The cost of a college education goes well beyond tuition prices. Textbooks, meal plans, fees and other costs quickly add up to make a college degree a high-priced commodity.
To address the rising cost of higher education, administrators at College of Coastal Georgia are rolling out several initiatives in an attempt to provide a more affordable and accessible education to the students it serves.
And students enrolled in the 2016-2017 academic year are set to save up to $1.8 million cumulatively.
These cost-saving initiatives include a push for online course material, the elimination of four course hours from the graduation requirement and a now-optional meal plan.
Greg Aloia, president of the college, said the University System of Georgia has prioritized reducing the cost and increasing the accessibility of receiving a college education in Georgia.
"It's system-wide, but it's also a nationwide issue," Aloia said. "And I like to think that we're pushing that boundary as a small, quality college in Coastal Georgia that can stand up and say we are doing our share to make college more affordable."
The per-student savings at CCGA depends on each student's circumstances, but Aloia said when simply dividing the overall $1.8 million by the number of students, the savings per student comes out to be nearly $600.
This year, full-and part-time students will no longer be required to purchase a campus meal plan.
"We heard our students loud and clear," said Jason Umfress, vice president for student affairs. "Our commuting students use their meal plan at varying levels and don't want to have to pay for a plan if it doesn't fit their schedule or lifestyle."
Nearly 80 percent of students commute to campus, Aloia said, so many were forced to waste money on a meal plan.
This issue became poignant to him, he said, when he spoke to a single mom who attends the college.
"She said 'Do you know how many lunches I could make for my kids for $430?'" he said.
High-priced textbooks present another major expense for college students. The average student will spend $655 on textbooks each year, according to the National Association of College Stores.
This year, the CCGA faculty are being encouraged to use open education resources or materials found online rather than standard textbooks. The CCGA faculty has implemented these types of resources in mathematics, physics and economics programs.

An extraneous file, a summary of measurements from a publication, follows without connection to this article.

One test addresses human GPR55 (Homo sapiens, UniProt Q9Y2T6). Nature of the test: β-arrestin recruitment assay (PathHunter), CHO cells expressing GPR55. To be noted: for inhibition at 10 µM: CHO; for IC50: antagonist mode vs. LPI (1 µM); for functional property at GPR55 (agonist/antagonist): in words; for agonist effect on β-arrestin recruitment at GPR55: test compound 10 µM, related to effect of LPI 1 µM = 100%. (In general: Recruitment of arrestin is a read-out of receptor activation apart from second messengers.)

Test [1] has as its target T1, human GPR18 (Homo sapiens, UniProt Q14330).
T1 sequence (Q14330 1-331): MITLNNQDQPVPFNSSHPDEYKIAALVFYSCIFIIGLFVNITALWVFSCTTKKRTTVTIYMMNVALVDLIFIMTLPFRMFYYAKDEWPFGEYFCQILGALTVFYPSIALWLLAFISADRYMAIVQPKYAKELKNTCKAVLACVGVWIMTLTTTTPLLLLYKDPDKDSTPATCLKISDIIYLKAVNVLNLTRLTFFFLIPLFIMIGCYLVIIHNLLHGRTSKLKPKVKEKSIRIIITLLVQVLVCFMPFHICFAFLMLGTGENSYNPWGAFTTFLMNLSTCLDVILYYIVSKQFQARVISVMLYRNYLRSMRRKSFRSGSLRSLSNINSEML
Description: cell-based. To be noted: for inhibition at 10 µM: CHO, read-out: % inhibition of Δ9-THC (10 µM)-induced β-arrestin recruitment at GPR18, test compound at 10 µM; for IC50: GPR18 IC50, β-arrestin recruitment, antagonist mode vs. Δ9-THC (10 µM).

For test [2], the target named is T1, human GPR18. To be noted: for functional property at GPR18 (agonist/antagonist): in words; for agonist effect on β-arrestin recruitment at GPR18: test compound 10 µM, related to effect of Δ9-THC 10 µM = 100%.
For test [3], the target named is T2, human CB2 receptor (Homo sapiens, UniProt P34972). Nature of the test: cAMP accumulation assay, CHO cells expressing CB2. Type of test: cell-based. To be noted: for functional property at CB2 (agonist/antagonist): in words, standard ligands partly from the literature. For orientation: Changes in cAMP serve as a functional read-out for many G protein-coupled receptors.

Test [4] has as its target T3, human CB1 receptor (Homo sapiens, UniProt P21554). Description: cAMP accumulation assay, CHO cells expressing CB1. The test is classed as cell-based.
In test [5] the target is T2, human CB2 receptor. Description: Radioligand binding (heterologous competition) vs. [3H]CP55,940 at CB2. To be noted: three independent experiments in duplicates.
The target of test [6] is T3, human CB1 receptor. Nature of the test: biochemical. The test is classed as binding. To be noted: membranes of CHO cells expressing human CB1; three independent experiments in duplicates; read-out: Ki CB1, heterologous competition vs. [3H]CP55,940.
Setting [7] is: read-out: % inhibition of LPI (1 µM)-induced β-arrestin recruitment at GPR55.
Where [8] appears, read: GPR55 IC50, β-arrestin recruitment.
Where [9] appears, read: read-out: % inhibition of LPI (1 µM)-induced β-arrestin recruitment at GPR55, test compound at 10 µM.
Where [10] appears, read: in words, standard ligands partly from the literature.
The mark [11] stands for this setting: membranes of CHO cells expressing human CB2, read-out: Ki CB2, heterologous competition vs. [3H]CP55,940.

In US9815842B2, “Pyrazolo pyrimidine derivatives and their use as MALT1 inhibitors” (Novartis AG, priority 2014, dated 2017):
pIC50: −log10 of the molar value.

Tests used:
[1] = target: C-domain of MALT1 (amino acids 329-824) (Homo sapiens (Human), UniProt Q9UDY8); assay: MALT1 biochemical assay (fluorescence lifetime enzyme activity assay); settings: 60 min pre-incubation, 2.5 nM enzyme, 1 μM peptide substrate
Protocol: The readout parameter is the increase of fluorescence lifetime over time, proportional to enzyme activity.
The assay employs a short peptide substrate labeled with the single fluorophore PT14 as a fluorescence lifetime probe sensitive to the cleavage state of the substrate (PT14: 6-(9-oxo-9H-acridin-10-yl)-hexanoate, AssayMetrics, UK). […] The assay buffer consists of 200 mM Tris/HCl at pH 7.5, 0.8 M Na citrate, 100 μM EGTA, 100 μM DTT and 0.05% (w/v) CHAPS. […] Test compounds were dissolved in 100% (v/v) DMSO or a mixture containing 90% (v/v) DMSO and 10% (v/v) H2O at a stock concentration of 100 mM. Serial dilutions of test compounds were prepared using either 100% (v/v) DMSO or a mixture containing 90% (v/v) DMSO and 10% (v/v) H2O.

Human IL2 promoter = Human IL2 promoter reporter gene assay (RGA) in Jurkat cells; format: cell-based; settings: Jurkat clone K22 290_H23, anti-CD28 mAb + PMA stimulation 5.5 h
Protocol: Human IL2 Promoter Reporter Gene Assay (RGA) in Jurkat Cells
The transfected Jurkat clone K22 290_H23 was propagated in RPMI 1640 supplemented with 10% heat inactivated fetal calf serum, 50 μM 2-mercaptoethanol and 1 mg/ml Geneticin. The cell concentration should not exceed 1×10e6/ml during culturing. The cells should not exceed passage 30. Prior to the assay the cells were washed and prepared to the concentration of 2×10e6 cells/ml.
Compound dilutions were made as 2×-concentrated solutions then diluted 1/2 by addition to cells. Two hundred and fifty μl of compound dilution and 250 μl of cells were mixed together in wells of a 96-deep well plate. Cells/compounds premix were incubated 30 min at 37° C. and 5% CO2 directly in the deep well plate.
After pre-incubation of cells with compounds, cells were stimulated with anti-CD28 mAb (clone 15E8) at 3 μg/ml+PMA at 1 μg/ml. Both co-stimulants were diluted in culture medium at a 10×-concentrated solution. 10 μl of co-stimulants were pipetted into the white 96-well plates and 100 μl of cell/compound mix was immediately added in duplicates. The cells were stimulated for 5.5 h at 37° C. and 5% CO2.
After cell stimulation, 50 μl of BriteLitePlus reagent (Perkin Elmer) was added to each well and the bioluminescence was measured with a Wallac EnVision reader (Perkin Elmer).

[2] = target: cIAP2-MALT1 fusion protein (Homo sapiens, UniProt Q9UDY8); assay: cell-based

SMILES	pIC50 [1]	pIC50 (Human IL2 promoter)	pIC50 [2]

"That's taking books that were like $300 and taking them down to about $15, $20 or $30," said Tracy Pellett, vice president for academic affairs.
The school has also expanded book rentals, used book options and a price-match program.
"(Textbooks) are costs that we don't think of when we think of paying for higher education," Pellett said.
Last fall, the college also shortened the time students take to earn their degrees by eliminating four previously required credits from the graduation requirement.
The college eliminated two credits of an orientation course and refocused the physical education requirements into wellness electives.
Tuition and fees for the 2016-2017 academic year did not increase and will remain at $4,434 annually for full-time Georgia residents and full-time students from Florida, South Carolina and Alabama.
"If you come here, we don't want to just give you a great education. We want you to finish with great experiences and with the least cost as possible to get you through in that 120 hours," Aloia said.
At CCGA, nearly 60 percent of students have need-based scholarships and around 40 percent are first-generation college students, Aloia said. And many come from small towns in rural Georgia, he said.
"So you make this campus and its geographical location accessible and affordable," he said. "Part of our job... is to be a college of choice for the state of Georgia and to serve the state of Georgia."
Many students and families will benefit from these cost saving initiatives, Pellett said.
"At the end of the day, you've got to look at your students and the parents as your own family and then at what can you do to make your budget go as far as possible," he said. "That's the kind of approach that we've taken here.